By Julian Linden
NEW YORK (Reuters) - Australia's Lleyton Hewitt won an absorbing late-night thriller against Juan Martin Del Potro at the U.S. Open on Friday to move into the third round.
In a battle between two former U.S. Open champions, the veteran Australian came out on top after more than four hours, winning 6-4 5-7 3-6 7-6 (2) 6-1, in one of the biggest upsets of the tournament.
Del Potro, who stunned Roger Federer to win the 2009 U.S. Open, was one of the favorites to win the men's singles title but the towering Argentine was unable to find an answer to Hewitt's counter-punches as the pair slugged it out like two heavyweight boxers.
"It's amazing," Hewitt said on-court. "I was pumped up when I won my first-round match because I knew I was playing Del Potro and we could be on Arthur Ashe (Stadium).
"I don't know how many years I have left in me so I was just hanging to get back on this court again."
Hewitt may no longer be as fast as he was when he upset Pete Sampras to win the final 12 years ago but the 32-year-old showed he had lost none of his combative spirit.
Scrambling around the center court to keep up with his younger opponent, he fetched more balls than a golden retriever, and hit a string of inch-perfect winners.
His biggest flaw, however, remains his serve, which lacks the power of most of his opponents and it threatened to let him down.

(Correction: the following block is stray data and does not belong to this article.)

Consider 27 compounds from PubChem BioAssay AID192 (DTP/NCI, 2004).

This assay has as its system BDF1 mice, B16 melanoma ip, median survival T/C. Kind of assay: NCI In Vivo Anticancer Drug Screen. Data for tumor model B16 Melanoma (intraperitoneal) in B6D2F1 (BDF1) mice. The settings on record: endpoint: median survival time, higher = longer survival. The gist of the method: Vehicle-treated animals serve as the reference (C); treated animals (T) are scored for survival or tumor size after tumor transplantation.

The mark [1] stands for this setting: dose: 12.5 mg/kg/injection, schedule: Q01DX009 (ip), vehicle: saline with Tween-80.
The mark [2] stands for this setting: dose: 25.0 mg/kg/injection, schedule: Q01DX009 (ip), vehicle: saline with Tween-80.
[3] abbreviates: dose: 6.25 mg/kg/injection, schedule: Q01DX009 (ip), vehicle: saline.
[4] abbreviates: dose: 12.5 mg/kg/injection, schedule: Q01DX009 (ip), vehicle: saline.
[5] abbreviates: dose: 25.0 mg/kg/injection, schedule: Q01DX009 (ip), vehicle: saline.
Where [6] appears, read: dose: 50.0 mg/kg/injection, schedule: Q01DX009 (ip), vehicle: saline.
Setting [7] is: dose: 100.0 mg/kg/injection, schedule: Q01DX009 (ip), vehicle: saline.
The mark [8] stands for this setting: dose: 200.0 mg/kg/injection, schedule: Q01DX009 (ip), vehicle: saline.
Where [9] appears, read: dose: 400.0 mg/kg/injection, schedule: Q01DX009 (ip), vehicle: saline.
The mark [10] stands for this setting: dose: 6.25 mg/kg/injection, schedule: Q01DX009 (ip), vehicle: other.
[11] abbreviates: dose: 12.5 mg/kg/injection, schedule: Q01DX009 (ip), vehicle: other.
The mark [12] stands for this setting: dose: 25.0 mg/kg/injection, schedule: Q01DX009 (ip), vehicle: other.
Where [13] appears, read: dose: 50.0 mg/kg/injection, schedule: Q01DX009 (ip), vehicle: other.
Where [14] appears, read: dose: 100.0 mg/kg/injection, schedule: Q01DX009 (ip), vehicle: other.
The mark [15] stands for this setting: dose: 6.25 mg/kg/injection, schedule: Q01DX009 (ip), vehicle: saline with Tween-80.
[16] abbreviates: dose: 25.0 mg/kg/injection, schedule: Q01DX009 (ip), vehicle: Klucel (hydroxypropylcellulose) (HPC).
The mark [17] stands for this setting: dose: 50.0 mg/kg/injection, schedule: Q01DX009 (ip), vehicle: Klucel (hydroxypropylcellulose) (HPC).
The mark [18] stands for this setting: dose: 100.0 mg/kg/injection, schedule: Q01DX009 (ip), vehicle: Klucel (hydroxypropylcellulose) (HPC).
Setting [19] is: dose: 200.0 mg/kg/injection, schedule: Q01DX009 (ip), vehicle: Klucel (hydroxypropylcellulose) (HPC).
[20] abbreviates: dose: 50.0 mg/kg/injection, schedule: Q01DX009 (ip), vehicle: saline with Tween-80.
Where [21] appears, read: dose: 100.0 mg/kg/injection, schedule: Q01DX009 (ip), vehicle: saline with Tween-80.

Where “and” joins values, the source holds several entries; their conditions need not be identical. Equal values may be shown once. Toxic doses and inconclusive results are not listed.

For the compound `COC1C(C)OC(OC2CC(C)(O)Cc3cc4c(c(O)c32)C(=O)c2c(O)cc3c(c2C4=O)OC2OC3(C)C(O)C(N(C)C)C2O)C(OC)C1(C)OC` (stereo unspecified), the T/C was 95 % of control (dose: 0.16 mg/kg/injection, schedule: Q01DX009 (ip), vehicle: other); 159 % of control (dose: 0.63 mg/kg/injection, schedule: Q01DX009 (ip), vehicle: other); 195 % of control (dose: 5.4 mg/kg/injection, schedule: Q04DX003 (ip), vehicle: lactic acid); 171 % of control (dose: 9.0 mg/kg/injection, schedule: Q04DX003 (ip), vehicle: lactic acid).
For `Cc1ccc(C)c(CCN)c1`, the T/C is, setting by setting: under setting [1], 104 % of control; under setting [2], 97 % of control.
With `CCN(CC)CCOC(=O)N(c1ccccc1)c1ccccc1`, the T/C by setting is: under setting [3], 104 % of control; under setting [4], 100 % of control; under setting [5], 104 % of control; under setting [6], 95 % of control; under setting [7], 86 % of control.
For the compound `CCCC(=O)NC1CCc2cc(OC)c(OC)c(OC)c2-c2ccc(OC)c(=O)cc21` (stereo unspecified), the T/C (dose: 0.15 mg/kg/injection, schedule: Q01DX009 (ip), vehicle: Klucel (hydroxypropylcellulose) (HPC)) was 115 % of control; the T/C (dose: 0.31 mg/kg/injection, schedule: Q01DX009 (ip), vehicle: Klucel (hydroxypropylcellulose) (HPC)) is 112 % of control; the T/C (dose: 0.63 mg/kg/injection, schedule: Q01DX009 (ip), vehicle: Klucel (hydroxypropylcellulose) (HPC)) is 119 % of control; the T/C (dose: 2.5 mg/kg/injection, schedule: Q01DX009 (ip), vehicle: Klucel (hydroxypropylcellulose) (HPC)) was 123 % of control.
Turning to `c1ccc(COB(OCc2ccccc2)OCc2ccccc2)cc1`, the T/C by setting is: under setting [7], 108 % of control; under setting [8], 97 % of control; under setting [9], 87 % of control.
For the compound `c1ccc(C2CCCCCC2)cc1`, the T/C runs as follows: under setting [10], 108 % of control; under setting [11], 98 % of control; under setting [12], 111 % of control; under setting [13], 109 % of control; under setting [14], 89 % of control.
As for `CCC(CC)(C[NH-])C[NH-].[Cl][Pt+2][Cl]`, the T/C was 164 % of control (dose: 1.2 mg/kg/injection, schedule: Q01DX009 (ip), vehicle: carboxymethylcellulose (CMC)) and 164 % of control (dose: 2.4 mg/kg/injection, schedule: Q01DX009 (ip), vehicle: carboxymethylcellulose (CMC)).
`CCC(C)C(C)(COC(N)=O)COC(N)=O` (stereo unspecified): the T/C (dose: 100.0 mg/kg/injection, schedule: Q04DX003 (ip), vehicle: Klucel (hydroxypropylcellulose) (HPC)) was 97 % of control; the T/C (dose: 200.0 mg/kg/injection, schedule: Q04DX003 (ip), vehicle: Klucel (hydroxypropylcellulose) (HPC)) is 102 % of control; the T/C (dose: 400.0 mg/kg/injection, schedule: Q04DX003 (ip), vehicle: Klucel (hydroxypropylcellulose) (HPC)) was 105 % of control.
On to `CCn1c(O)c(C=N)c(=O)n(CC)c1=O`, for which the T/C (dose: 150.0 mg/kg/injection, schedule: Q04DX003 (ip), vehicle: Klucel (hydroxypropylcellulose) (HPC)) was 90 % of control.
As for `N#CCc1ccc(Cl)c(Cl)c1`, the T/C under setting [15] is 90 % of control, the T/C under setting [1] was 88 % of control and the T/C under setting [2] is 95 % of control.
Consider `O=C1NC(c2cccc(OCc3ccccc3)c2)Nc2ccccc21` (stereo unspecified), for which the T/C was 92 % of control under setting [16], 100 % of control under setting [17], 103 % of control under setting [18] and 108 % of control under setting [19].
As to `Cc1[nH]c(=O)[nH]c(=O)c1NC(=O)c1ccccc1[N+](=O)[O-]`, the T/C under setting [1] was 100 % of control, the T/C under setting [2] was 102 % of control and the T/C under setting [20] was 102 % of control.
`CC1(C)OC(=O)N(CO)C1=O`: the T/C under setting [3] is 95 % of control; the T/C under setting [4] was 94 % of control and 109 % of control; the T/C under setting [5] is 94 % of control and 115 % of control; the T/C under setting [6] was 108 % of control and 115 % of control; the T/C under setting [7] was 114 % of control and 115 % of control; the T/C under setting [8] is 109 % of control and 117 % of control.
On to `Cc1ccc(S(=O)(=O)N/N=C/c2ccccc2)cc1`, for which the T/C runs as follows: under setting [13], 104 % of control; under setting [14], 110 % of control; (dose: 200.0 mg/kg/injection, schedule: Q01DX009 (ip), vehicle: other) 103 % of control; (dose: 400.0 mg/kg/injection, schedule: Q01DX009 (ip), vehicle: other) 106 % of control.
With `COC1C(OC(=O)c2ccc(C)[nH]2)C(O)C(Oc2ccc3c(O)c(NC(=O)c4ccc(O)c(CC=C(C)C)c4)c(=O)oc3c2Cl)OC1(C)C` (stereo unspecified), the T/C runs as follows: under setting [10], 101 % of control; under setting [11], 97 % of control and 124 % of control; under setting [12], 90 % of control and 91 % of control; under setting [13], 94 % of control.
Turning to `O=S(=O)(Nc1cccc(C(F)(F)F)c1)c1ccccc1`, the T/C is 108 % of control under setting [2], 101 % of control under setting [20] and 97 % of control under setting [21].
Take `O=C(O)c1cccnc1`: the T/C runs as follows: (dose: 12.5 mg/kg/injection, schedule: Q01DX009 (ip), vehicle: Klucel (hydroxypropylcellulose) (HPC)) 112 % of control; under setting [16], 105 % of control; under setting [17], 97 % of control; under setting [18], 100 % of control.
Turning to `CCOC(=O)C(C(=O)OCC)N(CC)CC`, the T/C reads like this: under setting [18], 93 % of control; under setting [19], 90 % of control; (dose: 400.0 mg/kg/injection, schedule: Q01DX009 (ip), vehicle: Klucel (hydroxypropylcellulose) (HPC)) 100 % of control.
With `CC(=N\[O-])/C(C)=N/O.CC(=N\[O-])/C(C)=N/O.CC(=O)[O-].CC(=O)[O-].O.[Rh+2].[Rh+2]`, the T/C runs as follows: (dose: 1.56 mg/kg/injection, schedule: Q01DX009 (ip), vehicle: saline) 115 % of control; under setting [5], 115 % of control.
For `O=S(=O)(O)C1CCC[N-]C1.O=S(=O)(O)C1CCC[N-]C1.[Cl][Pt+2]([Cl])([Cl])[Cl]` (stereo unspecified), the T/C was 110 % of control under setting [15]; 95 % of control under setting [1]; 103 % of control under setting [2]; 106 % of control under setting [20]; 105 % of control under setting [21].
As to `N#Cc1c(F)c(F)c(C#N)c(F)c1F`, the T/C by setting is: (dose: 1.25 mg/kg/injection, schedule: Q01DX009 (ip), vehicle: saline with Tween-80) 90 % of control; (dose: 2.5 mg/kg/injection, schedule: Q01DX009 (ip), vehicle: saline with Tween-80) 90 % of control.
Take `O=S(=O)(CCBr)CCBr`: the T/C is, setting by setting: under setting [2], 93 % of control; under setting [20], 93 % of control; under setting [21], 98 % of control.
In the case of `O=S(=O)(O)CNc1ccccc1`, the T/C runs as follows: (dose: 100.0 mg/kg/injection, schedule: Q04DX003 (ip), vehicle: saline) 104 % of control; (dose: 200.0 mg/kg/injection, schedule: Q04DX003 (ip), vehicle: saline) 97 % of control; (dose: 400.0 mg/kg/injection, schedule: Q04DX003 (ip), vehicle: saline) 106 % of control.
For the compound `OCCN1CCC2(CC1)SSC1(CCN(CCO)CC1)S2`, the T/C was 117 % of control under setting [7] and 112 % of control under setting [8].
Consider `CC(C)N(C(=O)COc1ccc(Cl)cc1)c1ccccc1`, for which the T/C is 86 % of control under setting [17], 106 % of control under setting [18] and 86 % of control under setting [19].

After snatching the opening set, Hewitt, who also won Wimbledon in 2002, had a perfect opportunity to take a two-set lead.
He was just a point away on his own serve when he double-faulted. Del Potro went on to break him and take the set and seized the momentum.
The 24-year-old Del Potro, seeded sixth at Flushing Meadows, won the third set but was starting to run out of gas.
He found himself down a break in the fourth and although Hewitt failed to serve out the set, the Australian won the ensuing tie-breaker 7-2 to send the match into a deciding fifth set as the boisterous New York roared with approval.
Del Potro blinked first and Hewitt pounced to break his serve twice and jumped out to a 5-1 lead. The Argentine saved a match point on his own serve but double-faulted on the second as Hewitt celebrated a remarkable victory.
His prize for winning was a third-round clash with the unseeded Russian Evgeny Donskoy, who won his own five-set marathon against Germany's Peter Gojowczyk 6-3 6-4 3-6 4-6 6-3, but Hewitt was not looking too far ahead as he soaked up the moment.
"A couple of years ago, when I had a couple of foot surgeries, I didn't know if I'd ever play tennis again," said Hewitt, who has fallen to 66th in the rankings.
"It was a hell of a lot of fun, I cherish every match I get. This is why I still play, to have moments like this."
(Reporting by Julian Linden, Editing by Nick Mulvenney and Larry Fine)